APIs are common if a not inevitable component in most of the application landscapes. APIs have their own benefits of being an idempotent unit of work independent of the rest of the world. But performance is one of the core expectations from any API being developed. Adding resources like CPU, Memory, and Server may not be the right approach to improve performance and might not help if a few basic principles are not followed while developing the APIs. And there are many commonly used practices for ensuring the APIs respond faster.
Lesser is better – It’s not only true in following a balanced diet, but applies to APIs as well. Always optimize the amount of data being returned by the API. Refactor the APIs if the served payloads are huge – removing unwanted information, providing maximum filter arguments, and building APIs to return smaller units of data should always be given a thought.
Having said that, there are practical scenarios where we cannot avoid big payloads. Using a faster serializer for getting data ready to be sent back is a very effective strategy – many times JSON serializers outperform XML serializers when compared for performance. A faster serializer along with data compressors would definitely optimize the data to be sent over the wire effectively. For larger data responses, it’s always a better idea to implement caching where commonly requested data is readily available and callbacks to data sources are avoided – making APIs return the data faster.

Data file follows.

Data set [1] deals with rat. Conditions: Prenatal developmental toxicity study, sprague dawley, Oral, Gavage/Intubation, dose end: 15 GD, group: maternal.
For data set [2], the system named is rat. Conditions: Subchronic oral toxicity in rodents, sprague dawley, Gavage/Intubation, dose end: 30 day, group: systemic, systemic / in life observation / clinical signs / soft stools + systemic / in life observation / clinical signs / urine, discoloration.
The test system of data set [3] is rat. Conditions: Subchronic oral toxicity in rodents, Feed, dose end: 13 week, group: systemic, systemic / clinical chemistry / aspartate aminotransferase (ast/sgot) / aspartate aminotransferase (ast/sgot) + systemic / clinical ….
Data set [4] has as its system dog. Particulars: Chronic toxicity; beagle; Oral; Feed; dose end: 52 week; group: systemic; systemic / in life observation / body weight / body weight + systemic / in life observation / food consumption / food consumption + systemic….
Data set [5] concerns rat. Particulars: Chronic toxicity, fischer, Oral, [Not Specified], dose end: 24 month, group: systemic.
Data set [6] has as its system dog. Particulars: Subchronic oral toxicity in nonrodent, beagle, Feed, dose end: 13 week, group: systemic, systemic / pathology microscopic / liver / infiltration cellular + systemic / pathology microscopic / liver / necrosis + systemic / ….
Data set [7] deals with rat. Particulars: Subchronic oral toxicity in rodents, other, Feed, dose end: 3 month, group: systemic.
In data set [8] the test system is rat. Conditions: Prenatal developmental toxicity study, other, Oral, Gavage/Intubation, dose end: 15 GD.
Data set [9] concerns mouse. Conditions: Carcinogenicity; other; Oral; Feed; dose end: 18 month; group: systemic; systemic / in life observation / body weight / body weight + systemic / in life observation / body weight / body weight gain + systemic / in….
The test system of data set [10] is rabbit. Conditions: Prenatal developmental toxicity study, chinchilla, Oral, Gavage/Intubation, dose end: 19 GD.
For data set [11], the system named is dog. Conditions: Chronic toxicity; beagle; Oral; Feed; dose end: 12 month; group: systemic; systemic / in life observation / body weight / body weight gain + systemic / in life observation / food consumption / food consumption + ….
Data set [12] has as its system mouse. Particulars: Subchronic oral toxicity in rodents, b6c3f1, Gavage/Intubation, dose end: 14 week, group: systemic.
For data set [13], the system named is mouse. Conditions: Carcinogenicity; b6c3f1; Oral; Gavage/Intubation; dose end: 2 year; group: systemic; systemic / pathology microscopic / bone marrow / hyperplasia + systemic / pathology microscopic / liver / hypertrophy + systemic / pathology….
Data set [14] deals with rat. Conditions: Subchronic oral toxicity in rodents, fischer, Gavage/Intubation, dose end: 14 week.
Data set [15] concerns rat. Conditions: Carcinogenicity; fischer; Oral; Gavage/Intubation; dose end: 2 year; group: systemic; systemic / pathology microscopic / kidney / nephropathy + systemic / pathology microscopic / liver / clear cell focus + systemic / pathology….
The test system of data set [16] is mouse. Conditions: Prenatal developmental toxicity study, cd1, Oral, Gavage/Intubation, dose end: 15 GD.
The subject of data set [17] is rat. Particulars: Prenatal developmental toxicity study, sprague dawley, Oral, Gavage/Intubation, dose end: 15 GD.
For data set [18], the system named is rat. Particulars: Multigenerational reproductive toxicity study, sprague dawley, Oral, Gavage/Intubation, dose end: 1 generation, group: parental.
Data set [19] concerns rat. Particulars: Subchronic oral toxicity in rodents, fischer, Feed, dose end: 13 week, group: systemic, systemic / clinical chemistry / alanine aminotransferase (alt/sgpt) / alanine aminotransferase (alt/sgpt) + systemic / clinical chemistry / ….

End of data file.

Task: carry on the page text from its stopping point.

ORM to access database is very easy to use but might impact the performance of data retrieval or updates. Possibly using direct database connections to avoid ORM can also be thought of. In some cases, the performance improvement due to direct data connections might show significant promise performance.
And last but not least – wisely use asynchronous design to process data in parallel whenever possible to reduce the overall processing time. This not only helps in faster responses of the APIs but can also be utilized to server more requests in a given time.
Each of the areas mentioned has lots of resources available over the internet for research and study each area in detail to help you ensure you have covered most of the possible aspects while developing your APIs.
What more aspects do you think should also be accounted for?